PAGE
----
Azerbaijan has arrested 22 people on suspicion of spying for Iran, charging them with treason and illegal possession of weapons, the BBC reports. The detainees are accused of having ties to the Iranian Revolutionary Guards, a powerful and feared branch of Iran’s military.
Since the Guards branch was created, after the Iranian revolution of 1979, the branch has grown in power exponentially. Today, the corp has some 125,000 members who, according to the Iranian constitution, protect the country’s Islamic system. But observers say their grip extends much farther.
In 2009, New York Times reported Michael Slackman reported that the Guards had become widely influential under Iranian President Mahmoud Ahmadinejad, growing both in fortune and in sense of entitlement. Slackman wrote:
The corps has become a vast military-based conglomerate, with control of Iran’s missile batteries, oversight of its nuclear program and a multibillion-dollar business empire reaching into nearly every sector of the economy. It runs laser eye-surgery clinics, manufactures cars, builds roads and bridges, develops gas and oil fields and controls black-market smuggling, experts say...
All of its finances stay off the budget, free from any state oversight or need to provide an accounting to Parliament.
Ahmadinejad himself is a former member of the Revolutionary Guards, as are a dozen others in Iranian Parliament, according to the Times.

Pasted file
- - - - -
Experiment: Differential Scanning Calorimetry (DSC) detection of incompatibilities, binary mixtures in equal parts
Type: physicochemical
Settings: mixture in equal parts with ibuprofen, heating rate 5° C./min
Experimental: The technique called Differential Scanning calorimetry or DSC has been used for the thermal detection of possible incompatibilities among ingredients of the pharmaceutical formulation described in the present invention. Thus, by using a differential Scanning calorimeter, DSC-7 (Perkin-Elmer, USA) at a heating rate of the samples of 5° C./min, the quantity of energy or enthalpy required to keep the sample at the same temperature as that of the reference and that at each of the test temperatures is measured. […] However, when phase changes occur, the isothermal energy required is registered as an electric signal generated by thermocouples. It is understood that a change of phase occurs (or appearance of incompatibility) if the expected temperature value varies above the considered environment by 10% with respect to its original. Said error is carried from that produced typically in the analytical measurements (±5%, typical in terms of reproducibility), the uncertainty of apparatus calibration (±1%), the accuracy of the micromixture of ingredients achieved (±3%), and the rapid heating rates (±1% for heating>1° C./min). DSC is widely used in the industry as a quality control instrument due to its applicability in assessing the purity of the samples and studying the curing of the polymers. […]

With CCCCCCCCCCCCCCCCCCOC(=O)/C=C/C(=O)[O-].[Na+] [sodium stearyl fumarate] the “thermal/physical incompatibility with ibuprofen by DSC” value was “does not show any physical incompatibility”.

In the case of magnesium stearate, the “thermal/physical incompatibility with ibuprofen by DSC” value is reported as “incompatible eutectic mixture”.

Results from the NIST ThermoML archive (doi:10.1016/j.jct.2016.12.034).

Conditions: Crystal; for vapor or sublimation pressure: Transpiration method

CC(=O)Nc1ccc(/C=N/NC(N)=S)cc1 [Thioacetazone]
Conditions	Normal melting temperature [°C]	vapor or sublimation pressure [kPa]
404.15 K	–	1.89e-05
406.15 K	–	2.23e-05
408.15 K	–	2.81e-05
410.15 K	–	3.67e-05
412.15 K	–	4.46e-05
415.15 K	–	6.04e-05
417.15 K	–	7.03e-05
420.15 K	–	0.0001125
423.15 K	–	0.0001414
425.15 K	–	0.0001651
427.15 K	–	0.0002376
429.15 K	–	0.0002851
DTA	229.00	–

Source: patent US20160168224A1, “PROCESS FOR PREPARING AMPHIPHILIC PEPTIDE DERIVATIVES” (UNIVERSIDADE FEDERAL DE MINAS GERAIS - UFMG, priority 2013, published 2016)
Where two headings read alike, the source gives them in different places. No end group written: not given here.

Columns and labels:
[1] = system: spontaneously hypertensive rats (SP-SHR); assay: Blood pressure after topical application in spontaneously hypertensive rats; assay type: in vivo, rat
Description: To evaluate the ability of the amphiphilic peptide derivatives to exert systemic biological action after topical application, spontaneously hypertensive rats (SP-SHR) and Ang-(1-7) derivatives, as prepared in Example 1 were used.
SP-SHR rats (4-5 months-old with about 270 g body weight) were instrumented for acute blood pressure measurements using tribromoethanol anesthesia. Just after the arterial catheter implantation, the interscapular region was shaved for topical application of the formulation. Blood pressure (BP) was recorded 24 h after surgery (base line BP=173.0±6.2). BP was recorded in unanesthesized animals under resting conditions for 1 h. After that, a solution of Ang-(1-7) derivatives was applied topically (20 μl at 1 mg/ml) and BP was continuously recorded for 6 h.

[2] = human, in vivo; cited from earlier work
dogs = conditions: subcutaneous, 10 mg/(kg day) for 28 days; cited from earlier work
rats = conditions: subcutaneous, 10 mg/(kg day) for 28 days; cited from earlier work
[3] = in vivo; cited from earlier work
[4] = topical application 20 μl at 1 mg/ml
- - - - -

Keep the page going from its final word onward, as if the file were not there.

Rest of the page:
The 22 detainees in Azerbaijan are suspected of having received orders from the Revolutionary Guards to “commit terrorist acts against the US, Israeli and other Western states' embassies and the embassies' employees,” the Azerbaijani national security ministry said in a statement.
“Firearms, cartridges, explosives and espionage equipment were found during the arrest,”the statement said.
Last month, Iran was suspected of attacking Israeli targets in Thailand, India and Georgia. That same day, Azerbaijani TV reported that the government had foiled a plot to attack the Israeli Embassy and a Jewish center.
Azerbajiani oil and gas are being developed in the Caspian Sea for consumption in the West, making the region of increased strategic importance, according to the BBC.